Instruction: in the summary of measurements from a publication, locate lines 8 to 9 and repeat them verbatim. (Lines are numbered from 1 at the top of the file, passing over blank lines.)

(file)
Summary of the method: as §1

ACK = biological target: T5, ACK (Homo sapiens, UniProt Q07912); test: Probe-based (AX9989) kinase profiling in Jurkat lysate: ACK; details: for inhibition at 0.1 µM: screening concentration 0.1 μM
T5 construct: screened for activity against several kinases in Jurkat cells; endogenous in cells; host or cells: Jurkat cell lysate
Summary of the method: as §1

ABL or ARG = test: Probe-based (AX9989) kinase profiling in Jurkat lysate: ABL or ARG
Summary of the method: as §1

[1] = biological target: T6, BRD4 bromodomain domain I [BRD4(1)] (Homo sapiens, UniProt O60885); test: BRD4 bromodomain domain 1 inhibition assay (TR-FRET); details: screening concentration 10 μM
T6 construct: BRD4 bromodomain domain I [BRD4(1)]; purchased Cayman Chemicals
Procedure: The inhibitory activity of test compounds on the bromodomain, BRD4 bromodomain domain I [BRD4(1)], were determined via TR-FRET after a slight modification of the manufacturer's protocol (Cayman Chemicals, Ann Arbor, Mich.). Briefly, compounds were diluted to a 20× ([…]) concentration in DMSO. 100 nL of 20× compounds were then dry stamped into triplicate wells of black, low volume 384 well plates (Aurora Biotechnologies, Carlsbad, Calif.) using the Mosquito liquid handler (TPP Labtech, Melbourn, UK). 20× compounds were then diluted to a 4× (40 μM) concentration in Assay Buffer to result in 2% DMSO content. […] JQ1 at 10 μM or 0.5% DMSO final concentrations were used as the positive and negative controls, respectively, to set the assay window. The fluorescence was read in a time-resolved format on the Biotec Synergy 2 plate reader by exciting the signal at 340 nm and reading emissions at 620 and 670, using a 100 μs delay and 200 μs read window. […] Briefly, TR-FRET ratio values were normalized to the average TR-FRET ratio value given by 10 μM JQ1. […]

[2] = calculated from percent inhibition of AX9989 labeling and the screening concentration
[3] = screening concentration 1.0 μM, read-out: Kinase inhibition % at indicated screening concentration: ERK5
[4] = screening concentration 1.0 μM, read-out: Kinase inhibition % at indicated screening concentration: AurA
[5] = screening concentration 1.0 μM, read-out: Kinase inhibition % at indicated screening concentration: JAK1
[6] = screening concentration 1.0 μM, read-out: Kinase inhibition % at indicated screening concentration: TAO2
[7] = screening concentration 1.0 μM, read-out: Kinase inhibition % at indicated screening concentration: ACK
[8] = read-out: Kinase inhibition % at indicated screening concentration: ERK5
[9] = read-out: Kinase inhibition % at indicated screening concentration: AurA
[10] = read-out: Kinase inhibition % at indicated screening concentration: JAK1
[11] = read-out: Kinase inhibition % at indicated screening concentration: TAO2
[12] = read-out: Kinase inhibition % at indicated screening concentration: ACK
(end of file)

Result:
T6 construct: BRD4 bromodomain domain I [BRD4(1)]; purchased Cayman Chemicals
Procedure: The inhibitory activity of test compounds on the bromodomain, BRD4 bromodomain domain I [BRD4(1)], were determined via TR-FRET after a slight modification of the manufacturer's protocol (Cayman Chemicals, Ann Arbor, Mich.). Briefly, compounds were diluted to a 20× ([…]) concentration in DMSO. 100 nL of 20× compounds were then dry stamped into triplicate wells of black, low volume 384 well plates (Aurora Biotechnologies, Carlsbad, Calif.) using the Mosquito liquid handler (TPP Labtech, Melbourn, UK). 20× compounds were then diluted to a 4× (40 μM) concentration in Assay Buffer to result in 2% DMSO content. […] JQ1 at 10 μM or 0.5% DMSO final concentrations were used as the positive and negative controls, respectively, to set the assay window. The fluorescence was read in a time-resolved format on the Biotec Synergy 2 plate reader by exciting the signal at 340 nm and reading emissions at 620 and 670, using a 100 μs delay and 200 μs read window. […] Briefly, TR-FRET ratio values were normalized to the average TR-FRET ratio value given by 10 μM JQ1. […]